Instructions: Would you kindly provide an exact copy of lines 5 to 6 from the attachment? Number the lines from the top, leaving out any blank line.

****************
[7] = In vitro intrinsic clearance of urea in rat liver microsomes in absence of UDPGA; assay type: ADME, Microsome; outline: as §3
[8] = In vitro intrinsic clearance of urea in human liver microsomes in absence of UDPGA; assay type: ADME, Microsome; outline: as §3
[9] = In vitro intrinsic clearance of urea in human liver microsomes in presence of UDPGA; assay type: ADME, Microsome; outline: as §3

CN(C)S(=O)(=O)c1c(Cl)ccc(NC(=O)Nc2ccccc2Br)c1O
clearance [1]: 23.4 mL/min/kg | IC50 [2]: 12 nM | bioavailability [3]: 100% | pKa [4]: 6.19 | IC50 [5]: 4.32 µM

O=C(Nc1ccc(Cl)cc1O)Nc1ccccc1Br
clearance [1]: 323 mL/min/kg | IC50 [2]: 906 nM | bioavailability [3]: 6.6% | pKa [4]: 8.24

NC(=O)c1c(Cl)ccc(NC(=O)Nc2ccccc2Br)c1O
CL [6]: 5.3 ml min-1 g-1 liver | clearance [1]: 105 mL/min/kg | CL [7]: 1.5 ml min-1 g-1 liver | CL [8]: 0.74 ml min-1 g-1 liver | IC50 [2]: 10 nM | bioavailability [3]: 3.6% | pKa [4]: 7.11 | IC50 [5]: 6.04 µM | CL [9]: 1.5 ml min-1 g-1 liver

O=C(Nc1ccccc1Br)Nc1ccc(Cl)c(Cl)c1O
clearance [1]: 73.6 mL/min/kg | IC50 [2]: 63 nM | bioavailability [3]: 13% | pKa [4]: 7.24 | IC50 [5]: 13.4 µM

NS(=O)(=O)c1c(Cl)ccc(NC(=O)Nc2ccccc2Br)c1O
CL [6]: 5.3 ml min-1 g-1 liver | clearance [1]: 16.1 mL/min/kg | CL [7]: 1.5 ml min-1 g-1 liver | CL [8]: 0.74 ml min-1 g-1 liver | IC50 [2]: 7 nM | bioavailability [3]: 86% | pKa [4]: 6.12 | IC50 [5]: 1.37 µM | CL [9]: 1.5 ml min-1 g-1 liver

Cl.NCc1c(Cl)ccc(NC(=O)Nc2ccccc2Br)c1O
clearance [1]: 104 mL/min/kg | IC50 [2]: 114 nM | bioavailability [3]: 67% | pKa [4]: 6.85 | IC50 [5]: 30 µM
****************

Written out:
clearance [1]: 23.4 mL/min/kg | IC50 [2]: 12 nM | bioavailability [3]: 100% | pKa [4]: 6.19 | IC50 [5]: 4.32 µM

O=C(Nc1ccc(Cl)cc1O)Nc1ccccc1Br